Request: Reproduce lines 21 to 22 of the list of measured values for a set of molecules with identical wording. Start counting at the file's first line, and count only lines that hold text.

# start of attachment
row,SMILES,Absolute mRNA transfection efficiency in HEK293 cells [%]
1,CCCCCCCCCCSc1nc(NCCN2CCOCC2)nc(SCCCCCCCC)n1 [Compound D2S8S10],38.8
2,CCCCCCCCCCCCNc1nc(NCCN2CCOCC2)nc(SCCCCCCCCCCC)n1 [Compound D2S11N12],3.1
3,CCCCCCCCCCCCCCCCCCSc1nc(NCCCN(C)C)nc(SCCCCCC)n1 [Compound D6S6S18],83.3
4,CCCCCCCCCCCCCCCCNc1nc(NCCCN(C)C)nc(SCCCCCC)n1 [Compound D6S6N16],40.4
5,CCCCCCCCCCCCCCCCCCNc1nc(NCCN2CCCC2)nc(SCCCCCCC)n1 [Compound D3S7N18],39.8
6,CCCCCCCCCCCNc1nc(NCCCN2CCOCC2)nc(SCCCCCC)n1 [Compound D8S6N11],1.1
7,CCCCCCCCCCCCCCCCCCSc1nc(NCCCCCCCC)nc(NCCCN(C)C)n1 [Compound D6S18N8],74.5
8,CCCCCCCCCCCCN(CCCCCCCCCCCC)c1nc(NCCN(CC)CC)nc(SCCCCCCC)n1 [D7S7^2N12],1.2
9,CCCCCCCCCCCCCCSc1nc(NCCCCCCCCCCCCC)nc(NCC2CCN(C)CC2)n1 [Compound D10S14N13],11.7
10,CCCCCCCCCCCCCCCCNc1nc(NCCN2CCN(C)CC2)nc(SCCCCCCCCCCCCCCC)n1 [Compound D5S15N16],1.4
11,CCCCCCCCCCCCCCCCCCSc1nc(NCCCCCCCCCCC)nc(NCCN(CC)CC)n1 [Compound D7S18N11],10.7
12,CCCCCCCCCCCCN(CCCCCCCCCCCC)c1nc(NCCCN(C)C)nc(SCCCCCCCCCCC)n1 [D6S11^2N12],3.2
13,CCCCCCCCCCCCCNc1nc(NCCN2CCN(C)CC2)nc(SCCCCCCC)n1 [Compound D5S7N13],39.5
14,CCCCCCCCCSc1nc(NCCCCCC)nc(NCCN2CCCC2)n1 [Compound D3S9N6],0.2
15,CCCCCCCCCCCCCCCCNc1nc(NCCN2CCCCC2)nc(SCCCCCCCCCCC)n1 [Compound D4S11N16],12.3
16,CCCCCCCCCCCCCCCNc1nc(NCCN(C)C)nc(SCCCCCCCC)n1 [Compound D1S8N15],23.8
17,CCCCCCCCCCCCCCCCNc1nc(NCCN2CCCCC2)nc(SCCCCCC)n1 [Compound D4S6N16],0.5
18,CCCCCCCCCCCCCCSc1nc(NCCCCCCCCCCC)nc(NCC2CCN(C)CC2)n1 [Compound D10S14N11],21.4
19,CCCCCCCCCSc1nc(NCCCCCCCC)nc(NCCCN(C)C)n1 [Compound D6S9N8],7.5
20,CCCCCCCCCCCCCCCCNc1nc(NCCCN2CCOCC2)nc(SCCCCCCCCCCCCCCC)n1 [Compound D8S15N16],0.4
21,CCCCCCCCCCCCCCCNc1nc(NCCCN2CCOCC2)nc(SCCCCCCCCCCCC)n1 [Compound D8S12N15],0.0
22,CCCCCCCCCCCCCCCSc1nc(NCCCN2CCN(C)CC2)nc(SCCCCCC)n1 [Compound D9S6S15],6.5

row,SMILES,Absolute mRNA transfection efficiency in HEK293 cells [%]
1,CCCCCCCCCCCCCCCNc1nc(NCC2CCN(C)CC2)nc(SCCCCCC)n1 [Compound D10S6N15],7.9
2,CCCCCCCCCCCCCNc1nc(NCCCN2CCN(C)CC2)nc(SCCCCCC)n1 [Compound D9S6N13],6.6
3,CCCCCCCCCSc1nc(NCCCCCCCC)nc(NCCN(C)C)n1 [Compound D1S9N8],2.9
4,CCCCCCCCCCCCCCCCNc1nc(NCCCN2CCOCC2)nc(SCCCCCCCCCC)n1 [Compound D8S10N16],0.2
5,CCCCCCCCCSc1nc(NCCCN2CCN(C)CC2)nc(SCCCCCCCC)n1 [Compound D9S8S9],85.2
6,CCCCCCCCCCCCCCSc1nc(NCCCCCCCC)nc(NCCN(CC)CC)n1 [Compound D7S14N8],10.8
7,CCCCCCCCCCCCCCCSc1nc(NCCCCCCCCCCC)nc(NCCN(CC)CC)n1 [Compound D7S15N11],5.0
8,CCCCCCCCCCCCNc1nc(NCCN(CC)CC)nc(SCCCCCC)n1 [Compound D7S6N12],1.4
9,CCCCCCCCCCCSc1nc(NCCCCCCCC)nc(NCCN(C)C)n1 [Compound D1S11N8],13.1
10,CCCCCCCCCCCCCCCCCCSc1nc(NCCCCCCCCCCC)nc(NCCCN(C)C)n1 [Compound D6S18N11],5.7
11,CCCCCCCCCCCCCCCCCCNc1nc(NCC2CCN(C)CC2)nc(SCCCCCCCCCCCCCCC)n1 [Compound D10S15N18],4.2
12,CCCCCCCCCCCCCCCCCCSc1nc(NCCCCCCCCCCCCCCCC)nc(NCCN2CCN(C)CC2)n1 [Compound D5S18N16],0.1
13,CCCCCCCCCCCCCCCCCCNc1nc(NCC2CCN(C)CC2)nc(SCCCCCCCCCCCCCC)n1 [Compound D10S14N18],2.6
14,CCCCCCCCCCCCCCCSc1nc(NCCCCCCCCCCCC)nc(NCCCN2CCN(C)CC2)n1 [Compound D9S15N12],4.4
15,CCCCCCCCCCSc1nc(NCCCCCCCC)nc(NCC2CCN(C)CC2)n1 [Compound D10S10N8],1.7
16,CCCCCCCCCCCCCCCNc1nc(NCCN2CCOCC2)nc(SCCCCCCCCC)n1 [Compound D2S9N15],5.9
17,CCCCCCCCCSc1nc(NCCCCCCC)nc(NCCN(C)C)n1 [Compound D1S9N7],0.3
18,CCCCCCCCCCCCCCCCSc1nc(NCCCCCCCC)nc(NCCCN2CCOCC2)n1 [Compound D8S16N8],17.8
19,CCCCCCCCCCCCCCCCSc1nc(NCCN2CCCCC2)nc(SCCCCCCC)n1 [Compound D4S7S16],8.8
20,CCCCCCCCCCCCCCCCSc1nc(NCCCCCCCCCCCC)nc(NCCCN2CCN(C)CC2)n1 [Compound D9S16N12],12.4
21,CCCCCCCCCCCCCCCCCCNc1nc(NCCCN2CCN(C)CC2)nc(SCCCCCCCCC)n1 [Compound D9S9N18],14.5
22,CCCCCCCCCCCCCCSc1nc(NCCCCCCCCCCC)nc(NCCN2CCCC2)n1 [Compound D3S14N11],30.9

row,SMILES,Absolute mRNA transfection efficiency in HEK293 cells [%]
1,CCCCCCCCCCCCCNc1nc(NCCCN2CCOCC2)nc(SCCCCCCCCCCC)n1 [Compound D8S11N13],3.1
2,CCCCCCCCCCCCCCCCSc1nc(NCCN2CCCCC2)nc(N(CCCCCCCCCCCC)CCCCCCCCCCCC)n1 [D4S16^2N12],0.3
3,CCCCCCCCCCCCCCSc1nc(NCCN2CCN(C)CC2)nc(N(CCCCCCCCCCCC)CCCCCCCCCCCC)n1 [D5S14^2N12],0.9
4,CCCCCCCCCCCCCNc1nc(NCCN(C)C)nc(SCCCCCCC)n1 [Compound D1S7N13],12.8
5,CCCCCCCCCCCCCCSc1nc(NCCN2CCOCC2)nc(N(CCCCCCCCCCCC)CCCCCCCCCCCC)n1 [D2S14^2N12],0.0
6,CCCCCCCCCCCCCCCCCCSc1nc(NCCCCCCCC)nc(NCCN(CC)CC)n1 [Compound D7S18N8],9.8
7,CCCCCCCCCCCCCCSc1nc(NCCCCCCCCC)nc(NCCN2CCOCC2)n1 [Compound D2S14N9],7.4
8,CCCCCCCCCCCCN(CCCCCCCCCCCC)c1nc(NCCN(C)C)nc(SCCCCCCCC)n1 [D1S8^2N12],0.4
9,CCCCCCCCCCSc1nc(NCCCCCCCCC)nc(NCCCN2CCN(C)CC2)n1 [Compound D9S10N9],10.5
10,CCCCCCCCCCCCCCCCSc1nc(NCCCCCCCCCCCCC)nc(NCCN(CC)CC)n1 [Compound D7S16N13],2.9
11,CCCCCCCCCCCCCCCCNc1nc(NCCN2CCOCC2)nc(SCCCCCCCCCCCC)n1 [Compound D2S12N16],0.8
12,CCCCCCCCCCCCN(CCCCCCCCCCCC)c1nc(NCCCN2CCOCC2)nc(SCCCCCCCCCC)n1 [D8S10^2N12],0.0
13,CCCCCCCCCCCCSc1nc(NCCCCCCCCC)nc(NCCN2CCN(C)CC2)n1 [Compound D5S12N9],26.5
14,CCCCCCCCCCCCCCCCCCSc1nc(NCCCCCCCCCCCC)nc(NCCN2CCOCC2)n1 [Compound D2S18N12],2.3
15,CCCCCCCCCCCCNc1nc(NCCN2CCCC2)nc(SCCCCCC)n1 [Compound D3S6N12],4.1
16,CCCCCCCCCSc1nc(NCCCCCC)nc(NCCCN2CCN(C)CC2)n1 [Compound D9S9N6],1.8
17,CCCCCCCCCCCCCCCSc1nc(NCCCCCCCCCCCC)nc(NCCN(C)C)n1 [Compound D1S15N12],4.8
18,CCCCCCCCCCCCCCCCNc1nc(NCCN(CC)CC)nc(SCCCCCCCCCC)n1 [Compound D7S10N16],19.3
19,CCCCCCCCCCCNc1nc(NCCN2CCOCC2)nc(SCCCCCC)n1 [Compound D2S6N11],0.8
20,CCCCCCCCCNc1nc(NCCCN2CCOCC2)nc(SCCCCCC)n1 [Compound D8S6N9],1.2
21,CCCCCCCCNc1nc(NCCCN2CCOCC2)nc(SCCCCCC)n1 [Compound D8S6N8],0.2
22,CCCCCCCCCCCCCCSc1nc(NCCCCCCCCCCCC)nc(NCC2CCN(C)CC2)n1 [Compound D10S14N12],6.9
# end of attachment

20,CCCCCCCCCCCCCCCCNc1nc(NCCCN2CCOCC2)nc(SCCCCCCCCCCCCCCC)n1 [Compound D8S15N16],0.4
21,CCCCCCCCCCCCCCCNc1nc(NCCCN2CCOCC2)nc(SCCCCCCCCCCCC)n1 [Compound D8S12N15],0.0